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M A R C H 2 0 1 4 V O L U M E 8 6 | N O 3 Publisher Graeme Gourlay Editor Geordie Torr Staff Writer Olivia Edward Art Editor Angela Finnegan Sub-editor Charlie Furniss Equipment Editor Paul Deegan Cartographer John Plumer Operations Director Simon Simmons Accounts Ramesh Parshotam Advertising Manager Nada Vulic Editorial Advisory Board Chris Bonington, Ron Cooke, Nicholas Crane, Rita Gardner, Robin Hanbury-Tenison, Annabel Huxley, Vanessa Lawrence, Nick Middleton, David Rhind, Anthony Sattin, Nigel de N Winser Address Geographical, Suite 3.20, QWest, Great West Road, Brentford, Middlesex TW8 0GP Telephone: 020 8332 8434 Fax: 020 8332 8438 Email: Advertising Department Telephone: 020 8332 8445 Fax: 020 8332 8438 Email: Subscriptions Geographical, Freepost (SCE 12967), Thatcham RG19 4BR Telephone: 01635 588 496 Fax: 01635 868 594 Email: Annual subscription rates UK: £54, EUROPE: £67, USA: £76, REST OF THE WORLD: £77 Newsstand sales and marketing Imagine, London Telephone: 0845 612 0092 Email: Newsstand distribution Fastmag, Circulation Department Telephone: 01582 475 333 Email: © Geographical Magazine Ltd Registered No. 07457559 Printed by Polestar, Colchester, Essex CO4 4HT

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ISSN: 0016 741X

04 | March 2014

Gathering evidence

When I irst became editor of Geographical, I resisted running stories about global warming and climate change. At the time, I rather foolishly assumed that the debate was over, that everyone was in agreement that anthropogenic climate change was a reality and that the only remaining question was how we could best avoid its worst consequences.

Now, almost a decade on, the ‘debate’ still rages. Climate change denial is rife. My country of origin, Australia, has a new prime minister by the name of Tony Abbott, who has been quoted in the past as saying that: ‘The argument [behind climate change] is absolute crap.’ Here in the UK, several Tory MPs have expressed doubts (and worse) about the science of climate change and it’s far from clear whether the government sees the issue as worthy of more than passing attention.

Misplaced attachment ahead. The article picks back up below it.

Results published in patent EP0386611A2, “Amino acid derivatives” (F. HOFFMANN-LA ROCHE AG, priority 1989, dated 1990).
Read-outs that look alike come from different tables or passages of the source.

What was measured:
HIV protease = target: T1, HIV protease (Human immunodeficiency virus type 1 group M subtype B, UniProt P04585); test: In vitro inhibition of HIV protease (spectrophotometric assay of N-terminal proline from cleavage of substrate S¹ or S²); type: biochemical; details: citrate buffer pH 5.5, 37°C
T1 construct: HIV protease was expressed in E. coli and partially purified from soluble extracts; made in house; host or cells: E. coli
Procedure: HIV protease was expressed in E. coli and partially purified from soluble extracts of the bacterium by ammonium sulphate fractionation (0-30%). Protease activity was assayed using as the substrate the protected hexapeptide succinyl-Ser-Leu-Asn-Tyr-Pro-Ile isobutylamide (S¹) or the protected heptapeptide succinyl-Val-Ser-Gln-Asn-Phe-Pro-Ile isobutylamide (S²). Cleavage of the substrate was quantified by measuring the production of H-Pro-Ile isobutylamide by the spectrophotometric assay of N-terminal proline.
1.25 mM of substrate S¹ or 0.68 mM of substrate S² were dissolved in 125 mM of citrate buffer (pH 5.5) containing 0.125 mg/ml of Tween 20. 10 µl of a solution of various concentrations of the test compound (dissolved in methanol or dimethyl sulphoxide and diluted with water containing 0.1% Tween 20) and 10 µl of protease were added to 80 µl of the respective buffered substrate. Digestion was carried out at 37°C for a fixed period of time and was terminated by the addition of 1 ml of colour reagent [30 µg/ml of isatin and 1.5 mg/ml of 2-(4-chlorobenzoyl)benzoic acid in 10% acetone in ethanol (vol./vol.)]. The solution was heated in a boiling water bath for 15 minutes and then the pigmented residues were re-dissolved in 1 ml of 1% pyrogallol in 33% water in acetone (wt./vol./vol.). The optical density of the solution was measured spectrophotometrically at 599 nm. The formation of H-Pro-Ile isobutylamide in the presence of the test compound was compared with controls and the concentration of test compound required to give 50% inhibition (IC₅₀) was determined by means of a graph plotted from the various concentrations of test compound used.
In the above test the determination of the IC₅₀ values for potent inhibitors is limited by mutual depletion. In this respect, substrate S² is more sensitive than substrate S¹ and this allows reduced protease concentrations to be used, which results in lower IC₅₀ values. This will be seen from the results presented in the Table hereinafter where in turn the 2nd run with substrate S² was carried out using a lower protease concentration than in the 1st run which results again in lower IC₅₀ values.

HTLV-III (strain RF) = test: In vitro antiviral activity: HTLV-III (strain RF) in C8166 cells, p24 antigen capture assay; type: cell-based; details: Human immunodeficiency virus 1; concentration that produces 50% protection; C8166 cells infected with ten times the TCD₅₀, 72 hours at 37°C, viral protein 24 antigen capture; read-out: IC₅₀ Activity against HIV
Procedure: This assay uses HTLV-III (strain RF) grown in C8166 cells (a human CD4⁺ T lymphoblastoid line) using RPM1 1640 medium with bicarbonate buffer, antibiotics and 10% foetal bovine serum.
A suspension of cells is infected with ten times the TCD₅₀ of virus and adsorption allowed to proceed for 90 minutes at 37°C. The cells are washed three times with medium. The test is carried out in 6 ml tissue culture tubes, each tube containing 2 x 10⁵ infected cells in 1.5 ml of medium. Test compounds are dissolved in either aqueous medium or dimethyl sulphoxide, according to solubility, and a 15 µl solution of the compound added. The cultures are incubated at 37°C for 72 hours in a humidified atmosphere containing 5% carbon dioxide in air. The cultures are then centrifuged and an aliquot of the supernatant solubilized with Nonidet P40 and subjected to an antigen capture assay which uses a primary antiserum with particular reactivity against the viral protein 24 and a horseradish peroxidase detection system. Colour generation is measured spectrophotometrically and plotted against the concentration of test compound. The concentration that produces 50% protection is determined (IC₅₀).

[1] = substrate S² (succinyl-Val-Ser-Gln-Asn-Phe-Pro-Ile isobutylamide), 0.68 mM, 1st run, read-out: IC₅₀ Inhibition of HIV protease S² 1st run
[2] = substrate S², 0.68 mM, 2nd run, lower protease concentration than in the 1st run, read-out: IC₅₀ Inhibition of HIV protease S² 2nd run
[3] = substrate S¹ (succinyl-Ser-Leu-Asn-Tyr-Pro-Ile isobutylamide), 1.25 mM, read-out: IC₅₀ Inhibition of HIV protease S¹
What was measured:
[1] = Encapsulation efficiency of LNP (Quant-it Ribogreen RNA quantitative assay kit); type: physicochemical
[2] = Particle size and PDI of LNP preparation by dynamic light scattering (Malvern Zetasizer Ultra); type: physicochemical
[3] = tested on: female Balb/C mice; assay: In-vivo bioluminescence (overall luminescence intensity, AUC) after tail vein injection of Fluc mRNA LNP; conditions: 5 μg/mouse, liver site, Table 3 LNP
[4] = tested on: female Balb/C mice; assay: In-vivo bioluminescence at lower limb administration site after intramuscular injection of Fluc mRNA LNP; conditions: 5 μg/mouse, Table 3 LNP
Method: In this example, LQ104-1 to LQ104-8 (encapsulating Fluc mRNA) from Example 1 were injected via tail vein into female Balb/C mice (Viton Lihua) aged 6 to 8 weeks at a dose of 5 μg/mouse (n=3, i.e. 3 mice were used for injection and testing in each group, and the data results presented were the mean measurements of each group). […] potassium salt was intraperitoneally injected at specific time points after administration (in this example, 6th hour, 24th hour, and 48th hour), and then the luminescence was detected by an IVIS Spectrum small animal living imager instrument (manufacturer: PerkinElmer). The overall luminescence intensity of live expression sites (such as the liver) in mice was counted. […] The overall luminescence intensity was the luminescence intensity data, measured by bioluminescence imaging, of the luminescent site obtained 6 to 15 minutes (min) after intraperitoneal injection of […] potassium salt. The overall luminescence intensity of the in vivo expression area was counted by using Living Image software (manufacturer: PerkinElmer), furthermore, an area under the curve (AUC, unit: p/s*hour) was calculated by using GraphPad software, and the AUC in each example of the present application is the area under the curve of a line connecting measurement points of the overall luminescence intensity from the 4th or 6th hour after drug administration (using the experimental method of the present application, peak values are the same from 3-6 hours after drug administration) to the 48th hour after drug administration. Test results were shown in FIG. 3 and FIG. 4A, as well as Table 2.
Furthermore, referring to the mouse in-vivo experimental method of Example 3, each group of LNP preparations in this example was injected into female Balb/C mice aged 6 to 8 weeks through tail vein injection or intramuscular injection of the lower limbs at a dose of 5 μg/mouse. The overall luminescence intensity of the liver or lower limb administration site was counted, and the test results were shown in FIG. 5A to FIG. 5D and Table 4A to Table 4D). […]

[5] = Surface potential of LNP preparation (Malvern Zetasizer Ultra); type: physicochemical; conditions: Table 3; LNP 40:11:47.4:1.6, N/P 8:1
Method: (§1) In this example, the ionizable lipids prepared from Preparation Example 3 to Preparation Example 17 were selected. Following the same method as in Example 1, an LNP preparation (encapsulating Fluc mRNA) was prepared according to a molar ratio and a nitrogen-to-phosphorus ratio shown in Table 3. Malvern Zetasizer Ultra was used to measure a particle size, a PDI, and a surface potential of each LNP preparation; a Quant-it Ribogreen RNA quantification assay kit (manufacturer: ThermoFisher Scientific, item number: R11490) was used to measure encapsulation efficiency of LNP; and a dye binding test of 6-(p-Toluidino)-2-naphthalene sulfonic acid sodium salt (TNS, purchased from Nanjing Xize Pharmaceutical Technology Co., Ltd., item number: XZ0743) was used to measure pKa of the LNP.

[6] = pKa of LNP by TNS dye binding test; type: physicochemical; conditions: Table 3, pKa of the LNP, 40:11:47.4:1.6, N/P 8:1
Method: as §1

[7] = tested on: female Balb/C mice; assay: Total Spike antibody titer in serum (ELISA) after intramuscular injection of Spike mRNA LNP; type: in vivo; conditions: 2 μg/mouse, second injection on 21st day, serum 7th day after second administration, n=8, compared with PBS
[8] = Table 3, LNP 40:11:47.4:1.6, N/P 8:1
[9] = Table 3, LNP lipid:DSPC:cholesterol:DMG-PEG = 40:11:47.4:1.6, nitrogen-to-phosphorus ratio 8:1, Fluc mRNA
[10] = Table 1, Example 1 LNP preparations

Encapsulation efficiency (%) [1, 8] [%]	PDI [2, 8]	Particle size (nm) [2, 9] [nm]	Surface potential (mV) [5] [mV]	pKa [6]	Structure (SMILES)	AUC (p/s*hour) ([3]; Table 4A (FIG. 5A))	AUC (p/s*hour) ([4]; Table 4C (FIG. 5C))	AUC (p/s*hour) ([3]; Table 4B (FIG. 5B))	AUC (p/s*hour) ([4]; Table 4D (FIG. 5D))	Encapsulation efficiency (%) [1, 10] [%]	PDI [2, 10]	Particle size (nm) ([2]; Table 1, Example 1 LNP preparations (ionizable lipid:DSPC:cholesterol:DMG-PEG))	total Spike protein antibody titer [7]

But it’s obvious that time is running out. The science is telling us that there’s a limit to the amount of carbon dioxide that we can pump into the atmosphere if we’re to avoid ‘catastrophic’ climate change and we’re set to reach that limit soon.

And yet it seems as though climate change is generally considered to be something that we’ll have to worry about in the future. Where’s the sense of urgency?

In this special issue of Geographical, we’ve gathered together evidence from all over the world that climate change is already a reality. Some of the evidence is, perhaps, ambiguous, some it may well prove controversial, some of the systems involved are complex and their responses to the addition of heat are di icult to nail down, but I hope that taken together, the material herein will serve as a warning of what’s to come.


Regular contributor Mark Rowe, who covers several areas in this issue (pages eight, 14, 24 and 52), says he’s frustrated that climate change deniers still have ‘such a disproportionate voice in the media’. ‘I expected my interviewees to couch some points in nuanced terms, to hedge their bets,’ he says. ‘But it was striking that the people best qualified to talk about climate change are no longer prepared to qualify their views – to them, it’s utterly unambiguous’

Psychologist Professor Stephan Lewandowsky writes about why denial of anthropogenic climate change is still a popular position, despite the supporting data (page 64). He says that his research into denial has made him more skeptical about his own thought processes. ‘I constantly check whether my opinions are unduly influenced by my world views, and whether I’m overlooking inconvenient data,’ he says

‘Working on this feature made me think again about my own consumption,’ says Hazel Southam, who writes about the effect of climate change on agriculture (page 58). ‘The more I’ve learnt about climate change, the more I’ve changed how I live. I absolutely believe that we can – and must – make a difference as individuals. I’ve reported on four G8 summits and seen that although politicians drag their feet on this issue, they are swayed by public pressure’

On the cover: Hurricane Sandy (NASA); melting icebergs, Greenland (Henk Meijer/Alamy); flooding in a Belarus village (Viktor Drachev/ AFP/Getty Images); cracked earth, Namibia (Shutterstock)

March 2014 | UK£4.50



Climate change Here... Now...

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04/02/2014 15:48

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